Worldsteel: China’s steel demand to fall in 2025

The World Steel Association (WSA) estimates China’s steel demand to be flattish in 2024 and to slip 1% in 2025 in its April Short Range Outlook, mainly weighed down by lower real estate investment. This is a relatively conservative estimate compared with Chinese institutions, Kallanish understands.

For 2024, WSA expects growth in infrastructure and manufacturing to compensate for the demand loss from property. But they admit they underestimated China’s steel demand weakness in Q4 2023, so that they needed to revise down their demand forecast for 2023 compared to last October by around 5%. The apparent steel use estimate for China in 2023 turns out to be a 3.3% drop on-year, much more in line with the Kallanish calculation of -3.5% than the original WSA forecast of 2% growth.

China has policies to boost demand by building affordable housing, renovating urban villages and constructing emergency public facilities, the so called “The Three Major Projects.” But local government financial burdens may slow down projects. The central government ordered 12 indebted local government to delay or stop some state-owned infrastructure projects this January.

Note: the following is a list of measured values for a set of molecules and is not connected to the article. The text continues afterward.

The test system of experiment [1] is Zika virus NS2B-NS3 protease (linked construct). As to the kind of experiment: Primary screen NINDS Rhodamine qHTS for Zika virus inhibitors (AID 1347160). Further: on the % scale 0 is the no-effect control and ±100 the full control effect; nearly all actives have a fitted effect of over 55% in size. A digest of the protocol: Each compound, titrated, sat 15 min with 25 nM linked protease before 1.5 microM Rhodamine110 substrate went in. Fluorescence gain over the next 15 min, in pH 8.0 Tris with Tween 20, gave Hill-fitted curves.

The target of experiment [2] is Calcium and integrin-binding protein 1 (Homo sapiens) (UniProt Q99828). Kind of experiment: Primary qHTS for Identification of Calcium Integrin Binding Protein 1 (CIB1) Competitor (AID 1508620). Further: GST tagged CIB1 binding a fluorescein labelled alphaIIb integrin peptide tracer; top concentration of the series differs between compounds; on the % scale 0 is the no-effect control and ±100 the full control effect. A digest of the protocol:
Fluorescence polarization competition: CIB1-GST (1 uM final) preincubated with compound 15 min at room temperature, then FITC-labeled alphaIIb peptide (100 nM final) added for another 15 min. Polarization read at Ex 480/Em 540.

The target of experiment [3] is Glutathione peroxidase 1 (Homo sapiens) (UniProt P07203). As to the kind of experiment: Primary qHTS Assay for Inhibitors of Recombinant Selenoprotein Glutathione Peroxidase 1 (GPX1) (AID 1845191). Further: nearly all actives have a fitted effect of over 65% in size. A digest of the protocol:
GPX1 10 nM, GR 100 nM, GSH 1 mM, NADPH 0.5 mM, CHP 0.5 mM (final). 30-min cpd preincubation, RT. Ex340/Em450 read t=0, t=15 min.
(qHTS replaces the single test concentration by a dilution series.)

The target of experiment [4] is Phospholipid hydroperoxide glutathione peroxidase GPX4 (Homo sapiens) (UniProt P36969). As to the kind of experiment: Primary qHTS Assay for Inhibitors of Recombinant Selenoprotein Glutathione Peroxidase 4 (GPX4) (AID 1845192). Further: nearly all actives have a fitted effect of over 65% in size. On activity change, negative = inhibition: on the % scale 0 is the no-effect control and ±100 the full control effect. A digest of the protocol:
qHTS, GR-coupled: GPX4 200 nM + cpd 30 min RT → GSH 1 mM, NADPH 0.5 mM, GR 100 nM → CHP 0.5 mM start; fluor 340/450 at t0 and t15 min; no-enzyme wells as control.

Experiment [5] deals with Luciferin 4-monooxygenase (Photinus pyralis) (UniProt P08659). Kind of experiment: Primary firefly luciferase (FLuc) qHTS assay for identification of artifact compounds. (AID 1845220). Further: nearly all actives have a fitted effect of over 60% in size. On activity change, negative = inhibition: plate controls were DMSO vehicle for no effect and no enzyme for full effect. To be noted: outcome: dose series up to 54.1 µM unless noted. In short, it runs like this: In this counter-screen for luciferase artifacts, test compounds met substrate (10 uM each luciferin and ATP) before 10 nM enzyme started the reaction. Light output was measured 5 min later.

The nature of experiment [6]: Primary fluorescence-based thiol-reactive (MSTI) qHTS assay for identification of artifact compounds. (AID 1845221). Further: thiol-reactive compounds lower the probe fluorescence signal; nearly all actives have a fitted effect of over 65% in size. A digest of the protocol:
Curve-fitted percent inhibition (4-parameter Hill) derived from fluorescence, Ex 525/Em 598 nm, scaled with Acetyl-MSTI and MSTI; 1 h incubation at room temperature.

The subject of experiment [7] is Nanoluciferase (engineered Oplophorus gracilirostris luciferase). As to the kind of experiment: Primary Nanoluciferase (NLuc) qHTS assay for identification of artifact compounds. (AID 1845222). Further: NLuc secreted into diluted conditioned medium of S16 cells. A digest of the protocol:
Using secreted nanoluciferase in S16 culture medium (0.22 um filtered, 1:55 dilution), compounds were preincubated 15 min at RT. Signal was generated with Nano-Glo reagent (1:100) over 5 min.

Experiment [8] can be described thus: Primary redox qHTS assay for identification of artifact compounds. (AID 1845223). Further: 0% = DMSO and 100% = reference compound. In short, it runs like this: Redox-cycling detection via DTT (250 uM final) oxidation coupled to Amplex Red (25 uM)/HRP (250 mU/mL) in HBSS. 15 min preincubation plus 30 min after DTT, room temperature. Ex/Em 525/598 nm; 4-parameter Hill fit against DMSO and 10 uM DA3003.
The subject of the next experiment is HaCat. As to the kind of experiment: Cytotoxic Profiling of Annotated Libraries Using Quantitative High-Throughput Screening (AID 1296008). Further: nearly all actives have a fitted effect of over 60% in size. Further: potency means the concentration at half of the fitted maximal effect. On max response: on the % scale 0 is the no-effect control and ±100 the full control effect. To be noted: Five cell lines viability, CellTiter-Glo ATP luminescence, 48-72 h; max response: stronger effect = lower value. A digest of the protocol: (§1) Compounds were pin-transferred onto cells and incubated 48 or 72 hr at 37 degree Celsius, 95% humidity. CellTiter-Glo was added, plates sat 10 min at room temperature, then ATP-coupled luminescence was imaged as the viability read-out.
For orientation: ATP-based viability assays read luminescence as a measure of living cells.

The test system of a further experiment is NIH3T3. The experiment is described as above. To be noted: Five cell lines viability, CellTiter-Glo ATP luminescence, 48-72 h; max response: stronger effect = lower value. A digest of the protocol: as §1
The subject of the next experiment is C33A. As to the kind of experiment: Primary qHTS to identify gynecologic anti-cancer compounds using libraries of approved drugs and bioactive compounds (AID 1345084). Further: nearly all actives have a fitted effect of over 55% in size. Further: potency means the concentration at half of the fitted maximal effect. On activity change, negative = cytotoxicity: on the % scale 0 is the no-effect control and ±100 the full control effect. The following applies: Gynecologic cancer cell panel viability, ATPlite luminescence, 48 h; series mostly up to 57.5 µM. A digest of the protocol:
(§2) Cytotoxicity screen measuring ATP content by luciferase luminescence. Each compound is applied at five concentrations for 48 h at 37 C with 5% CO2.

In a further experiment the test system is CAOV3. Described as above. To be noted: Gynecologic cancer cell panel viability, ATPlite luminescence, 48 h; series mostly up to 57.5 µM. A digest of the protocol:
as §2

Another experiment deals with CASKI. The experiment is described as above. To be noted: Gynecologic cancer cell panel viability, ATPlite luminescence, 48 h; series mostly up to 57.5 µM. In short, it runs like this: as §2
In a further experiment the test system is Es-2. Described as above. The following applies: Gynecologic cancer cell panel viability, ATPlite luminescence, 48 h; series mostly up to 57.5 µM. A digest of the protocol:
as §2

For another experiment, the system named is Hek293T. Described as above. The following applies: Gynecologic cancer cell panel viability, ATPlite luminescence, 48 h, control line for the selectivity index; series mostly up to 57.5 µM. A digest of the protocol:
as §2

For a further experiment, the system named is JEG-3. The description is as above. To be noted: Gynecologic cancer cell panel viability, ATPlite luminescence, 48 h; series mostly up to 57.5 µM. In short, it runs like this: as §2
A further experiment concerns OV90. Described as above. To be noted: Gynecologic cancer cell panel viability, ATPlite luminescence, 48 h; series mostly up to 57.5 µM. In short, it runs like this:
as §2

For manufacturing, China saw robust car production this March and surging shipbuilding for the first two months this year. But more trade defence measures are being signalled globally, including from the EU and the United States. The European Commission started customs registration of electric vehicles from China last month as a step in their anti-subsidy investigation since last October. Five national labour unions meanwhile filed a petition for the US Trade Representative to investigate China’s shipbuilding sector last month. In addition, steelmakers in Vietnam have filed anti-dumping petitions last month against China’s hot rolled coils.

The China Iron & Steel Association (CISA) and the China Metallurgical Planning and Research Institute (MPI) estimates that 2024 demand will drop 1% and 1.7% on-year respectively (see Kallanish passim).

Kallanish Asia